Wednesday, 25 November 2009

It's the end of the world as we know it... (and I feel fine...)

34 days, 1895km, 1 puncture, 1 broken bottom bracket, 1 snapped gear cable, far too many hills and some really horrible weather after leaving Puy, we finally arrived at the coast previously believed to be the edge of the world: Finesterre. It looked a bit like Cornwall. We decided against joining the tradition that has built up amongst walkers to burn ones boots upon arrival; historically this was probably a very sensible health precaution, but with the advent of vibram soles means that there are rather unsightly piles of burnt plastic everywhere. Anyway, cleats are expensive and we'll probably be needing them in South America.

We don't have too many photo's to put up this time, as the weather turned again as we left the flats of the meseta. Mostly this led to miserable driving rain, which turned to miserable driving snow with altitude and meant risking hypothermia to get the camera out.

The cycling wasn't made any easier by the gradual reduction in functioning of gears on my bike. Initially I lost all high gears, meaning I looked liked a mouse in a wheel on anything that wasn't a steep incline (bizarrely meaning that we spent 2 days hoping for plenty of hills!). Functioning ceased completely about 70km outside Santiago, and we made it into the city with my bike having effectively become a singlespeed, stuck in a mid gear that managed to make both the ups and the downs challenging! Following this I can confirm that singlespeed touring bikes probably aren't a good idea, and whoever it was that said bikes don't need more than 3 gears, was wrong. Luckily, alongside his many other talents, Ja is secretly a mechanical genius (and he didn't even make me write that!), and managed to recable the whole bike using little more than an allen key and an old pair of stockings. Or something like that. It looked quite technical and meant I got gears again, so I was pretty impressed.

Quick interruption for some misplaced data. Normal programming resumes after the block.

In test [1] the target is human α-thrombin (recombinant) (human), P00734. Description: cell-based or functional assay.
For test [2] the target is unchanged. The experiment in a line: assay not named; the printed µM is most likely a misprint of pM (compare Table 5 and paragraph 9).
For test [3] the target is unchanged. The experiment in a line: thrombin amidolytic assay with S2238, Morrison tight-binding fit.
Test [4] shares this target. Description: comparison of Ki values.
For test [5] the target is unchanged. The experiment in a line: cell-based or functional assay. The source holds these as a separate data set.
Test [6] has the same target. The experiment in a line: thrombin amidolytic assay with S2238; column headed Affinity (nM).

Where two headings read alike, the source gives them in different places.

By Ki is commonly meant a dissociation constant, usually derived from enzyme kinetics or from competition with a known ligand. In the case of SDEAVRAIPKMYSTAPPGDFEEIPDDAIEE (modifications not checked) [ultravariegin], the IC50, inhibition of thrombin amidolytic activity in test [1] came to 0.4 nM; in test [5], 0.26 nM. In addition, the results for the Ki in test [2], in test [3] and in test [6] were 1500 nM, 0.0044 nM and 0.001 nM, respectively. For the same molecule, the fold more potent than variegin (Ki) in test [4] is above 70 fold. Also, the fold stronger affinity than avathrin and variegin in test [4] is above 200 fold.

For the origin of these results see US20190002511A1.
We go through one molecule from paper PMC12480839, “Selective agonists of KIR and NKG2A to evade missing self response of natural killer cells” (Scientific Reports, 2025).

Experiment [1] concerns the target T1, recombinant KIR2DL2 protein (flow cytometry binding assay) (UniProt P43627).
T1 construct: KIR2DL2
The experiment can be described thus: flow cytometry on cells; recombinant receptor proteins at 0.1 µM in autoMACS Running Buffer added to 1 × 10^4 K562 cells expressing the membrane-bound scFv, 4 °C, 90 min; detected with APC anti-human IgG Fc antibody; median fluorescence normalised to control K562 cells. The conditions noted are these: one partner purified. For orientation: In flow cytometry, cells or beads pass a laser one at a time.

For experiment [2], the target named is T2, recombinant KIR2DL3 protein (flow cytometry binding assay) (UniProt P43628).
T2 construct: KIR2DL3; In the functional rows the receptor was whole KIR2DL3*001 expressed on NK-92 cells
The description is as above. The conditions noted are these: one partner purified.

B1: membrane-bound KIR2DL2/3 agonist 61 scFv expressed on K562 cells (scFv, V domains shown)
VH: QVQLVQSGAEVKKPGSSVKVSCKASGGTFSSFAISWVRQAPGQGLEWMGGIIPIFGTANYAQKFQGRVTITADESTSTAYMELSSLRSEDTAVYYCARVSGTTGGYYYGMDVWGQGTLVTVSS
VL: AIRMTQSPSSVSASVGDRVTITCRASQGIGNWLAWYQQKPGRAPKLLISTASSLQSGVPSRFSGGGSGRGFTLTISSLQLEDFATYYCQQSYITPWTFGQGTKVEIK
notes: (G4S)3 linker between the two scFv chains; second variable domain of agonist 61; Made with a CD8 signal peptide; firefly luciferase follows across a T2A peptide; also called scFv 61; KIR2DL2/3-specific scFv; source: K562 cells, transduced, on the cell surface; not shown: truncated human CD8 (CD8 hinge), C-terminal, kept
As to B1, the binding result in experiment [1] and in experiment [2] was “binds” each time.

For some reason I had imagined it would be all downhill from Santiago to the coast, but I couldn't have been more wrong, and as a result we had a couple of overnights enroute, staying in the tiny village of Olveiroa, on a working farm in renovated 17th century outhouses (sadly the weather was too hideous for photos). It was here we decided to try the Galician regional specialty of Caldon Gallego which is, I understand, usually a cabbage and bean stew (obviously supplemented with the obligatory serving of chorizo) however in this instance involved the largest plate of cooked meats we have ever seen, served with something that might have been cabbage when it started stewing 2 weeks earlier. Good job we're still on that vegetarian holiday!

Back in Santiago we had a final evening of tapas and Ribeira, wrapped the bikes in clingfilm (an unusual stipulation of the bus company before travel), and got the night bus to Bilbao to enjoy the 30 hour 'mini-cruise' crossing to Portsmouth. The less said about this the better, and I am still left undecided as to whether I was more disturbed by the on board 'entertainment', or the fact that Ja appeared to thoroughly enjoy it.

Having added a couple of weeks to this part of the trip, and with the bikes in need of some serious servicing, we have now decided to leave for Argentina on the 5th December, and will be spending the week or so until then gloating about not having to be in work and trying to come up with ways of becoming independently wealthy so as to be able to continue this lifestyle indefinitely.

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